Worth a shot: New fingerprinting tech could help regulate the gin industry

NMR could kick the counterfeits out of the ever-growing gin market.

You know how at a wine tasting, the sommelier can detail the exact texture of the soil that the grapes used to make the wine you’re sipping grew in?

A gin cocktail in a clear glass with a yellow straw and lime garnish on a blue background with a blue fingerprint.

It turns out not every alcoholic beverage you drink works that way. Any alcohol that has a minimum of 37.5% ABV and a “prominent juniper taste,” can be gin — and that’s led to a murky, unregulated industry, per Wired.

But now, new technology could help dry up any shady gins on the market, per a 2023 study:

  • Chemists used a nuclear magnetic resonance (NMR) spectrometer to “fingerprint” 16 gin samples.
  • NMR uses magnets to measure how atoms in a substance react to electromagnetic radiation, mapping peaks on an x-axis with the spectrometer.
  • The process uncovers the specific compounds behind each gin’s flavor, mouthfeel, and aroma. The data could even identify where the juniper berries used to make the gin were grown.

Being able to identify where a gin came from and what it’s made of would be a big deal for a market that’s rapidly expanding.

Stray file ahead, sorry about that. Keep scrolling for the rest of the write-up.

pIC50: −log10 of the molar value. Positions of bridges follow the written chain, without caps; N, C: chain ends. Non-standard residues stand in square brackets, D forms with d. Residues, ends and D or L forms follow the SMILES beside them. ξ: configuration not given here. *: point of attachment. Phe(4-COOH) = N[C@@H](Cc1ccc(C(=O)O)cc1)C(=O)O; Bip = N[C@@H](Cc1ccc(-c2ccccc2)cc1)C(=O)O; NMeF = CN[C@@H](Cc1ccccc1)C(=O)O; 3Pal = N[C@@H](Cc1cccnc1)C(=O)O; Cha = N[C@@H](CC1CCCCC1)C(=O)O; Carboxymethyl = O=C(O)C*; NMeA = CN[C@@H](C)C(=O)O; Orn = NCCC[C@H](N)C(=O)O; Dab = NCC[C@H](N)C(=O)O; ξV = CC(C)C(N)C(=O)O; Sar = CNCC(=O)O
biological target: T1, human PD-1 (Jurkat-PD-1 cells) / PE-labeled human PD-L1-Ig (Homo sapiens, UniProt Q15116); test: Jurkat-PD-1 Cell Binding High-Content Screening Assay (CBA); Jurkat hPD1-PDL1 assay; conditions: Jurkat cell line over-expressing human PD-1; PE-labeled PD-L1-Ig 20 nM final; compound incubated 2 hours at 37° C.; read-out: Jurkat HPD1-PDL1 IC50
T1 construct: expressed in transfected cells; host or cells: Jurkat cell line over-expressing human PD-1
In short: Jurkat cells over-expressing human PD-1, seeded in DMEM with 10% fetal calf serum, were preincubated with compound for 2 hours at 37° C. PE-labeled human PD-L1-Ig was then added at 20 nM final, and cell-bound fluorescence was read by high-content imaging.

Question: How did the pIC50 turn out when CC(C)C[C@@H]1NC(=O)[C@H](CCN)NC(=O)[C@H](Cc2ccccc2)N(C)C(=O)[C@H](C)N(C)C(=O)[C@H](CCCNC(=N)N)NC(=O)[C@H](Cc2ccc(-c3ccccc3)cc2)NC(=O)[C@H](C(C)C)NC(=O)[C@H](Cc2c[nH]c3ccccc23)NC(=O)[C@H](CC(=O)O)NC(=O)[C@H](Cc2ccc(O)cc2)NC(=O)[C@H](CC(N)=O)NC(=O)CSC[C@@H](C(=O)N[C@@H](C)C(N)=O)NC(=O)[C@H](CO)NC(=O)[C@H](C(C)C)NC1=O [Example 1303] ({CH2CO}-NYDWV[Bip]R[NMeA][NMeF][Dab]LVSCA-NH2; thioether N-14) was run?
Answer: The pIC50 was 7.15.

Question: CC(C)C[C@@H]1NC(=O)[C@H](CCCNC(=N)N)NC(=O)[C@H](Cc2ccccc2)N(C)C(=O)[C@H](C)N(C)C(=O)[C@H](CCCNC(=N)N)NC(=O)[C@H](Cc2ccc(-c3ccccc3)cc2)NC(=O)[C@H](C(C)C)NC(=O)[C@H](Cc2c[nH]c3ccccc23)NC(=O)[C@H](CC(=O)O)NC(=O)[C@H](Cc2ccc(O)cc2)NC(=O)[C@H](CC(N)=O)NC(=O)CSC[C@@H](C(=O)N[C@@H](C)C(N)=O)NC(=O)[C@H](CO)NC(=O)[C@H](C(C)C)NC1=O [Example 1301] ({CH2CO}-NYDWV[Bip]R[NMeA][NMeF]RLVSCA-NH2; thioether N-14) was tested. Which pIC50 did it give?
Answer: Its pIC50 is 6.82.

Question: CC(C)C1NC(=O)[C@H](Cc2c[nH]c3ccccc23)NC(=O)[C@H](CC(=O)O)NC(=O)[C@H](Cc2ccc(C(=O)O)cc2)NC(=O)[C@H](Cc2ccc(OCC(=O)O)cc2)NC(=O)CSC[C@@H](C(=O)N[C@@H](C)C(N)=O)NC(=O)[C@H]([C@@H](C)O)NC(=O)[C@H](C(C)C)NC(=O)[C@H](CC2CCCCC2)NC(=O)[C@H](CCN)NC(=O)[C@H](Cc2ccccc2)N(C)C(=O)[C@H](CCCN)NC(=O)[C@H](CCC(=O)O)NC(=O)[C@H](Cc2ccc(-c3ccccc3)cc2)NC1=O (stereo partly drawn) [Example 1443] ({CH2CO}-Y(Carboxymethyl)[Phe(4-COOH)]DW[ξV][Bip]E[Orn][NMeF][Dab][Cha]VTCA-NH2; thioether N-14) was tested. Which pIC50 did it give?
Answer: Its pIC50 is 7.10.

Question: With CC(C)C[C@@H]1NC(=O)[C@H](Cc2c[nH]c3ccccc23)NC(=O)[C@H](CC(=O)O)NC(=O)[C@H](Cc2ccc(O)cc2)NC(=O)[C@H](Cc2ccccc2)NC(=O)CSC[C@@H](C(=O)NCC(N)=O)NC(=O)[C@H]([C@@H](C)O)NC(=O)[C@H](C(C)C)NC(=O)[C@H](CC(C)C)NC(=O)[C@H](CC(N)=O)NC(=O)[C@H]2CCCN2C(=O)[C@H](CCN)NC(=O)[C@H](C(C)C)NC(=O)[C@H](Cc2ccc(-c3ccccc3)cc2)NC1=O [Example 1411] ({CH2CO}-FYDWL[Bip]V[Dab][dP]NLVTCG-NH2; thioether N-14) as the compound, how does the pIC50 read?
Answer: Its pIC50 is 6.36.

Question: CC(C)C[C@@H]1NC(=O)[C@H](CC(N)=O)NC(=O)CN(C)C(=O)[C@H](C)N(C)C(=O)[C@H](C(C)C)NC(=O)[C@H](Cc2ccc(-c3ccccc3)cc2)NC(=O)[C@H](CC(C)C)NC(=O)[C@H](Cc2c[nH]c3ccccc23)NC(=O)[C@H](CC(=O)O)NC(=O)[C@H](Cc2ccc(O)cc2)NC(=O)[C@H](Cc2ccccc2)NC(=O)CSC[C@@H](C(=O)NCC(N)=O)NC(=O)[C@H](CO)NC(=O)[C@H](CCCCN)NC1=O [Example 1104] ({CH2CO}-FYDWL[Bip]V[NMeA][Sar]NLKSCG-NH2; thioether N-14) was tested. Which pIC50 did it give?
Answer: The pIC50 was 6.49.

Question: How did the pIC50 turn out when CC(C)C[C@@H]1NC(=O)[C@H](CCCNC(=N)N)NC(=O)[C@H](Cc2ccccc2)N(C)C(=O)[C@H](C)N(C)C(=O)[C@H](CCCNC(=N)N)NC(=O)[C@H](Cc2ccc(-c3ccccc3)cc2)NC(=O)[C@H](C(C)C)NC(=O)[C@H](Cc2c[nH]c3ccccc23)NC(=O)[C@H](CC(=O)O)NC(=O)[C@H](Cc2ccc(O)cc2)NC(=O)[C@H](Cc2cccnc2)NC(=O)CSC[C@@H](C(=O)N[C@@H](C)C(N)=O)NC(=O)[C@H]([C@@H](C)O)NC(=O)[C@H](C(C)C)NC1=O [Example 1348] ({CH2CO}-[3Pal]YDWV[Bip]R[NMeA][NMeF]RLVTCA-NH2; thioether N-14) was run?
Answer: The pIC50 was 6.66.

The premium gin sector is projected to be worth ~$1.4B by 2030. Around 9m 9-liter cases of gin were sold in the US in 2023, generating $1B+ in revenue.


Distillers could one day use NMR to authenticate their products and show customers they’ve made good on the promise of rare or expensive ingredients.

But it’s pricey, meaning it’d only be accessible to high-end brands — like those in the superpremium category, which sold 700k+ 9-liter cases in 2023, up 16% YoY.

And while an unregulated industry can lead to a market flooded with low-quality products and some confusing shopping for customers, it can also lead to some pretty awesome ideas.

  • Gin has the second-highest variety of any spirit (behind vodka), with formulations made from intriguing ingredients, like peas.

The hope? That the new tech will keep the counterfeits on ice while continuing to serve up creative new products.

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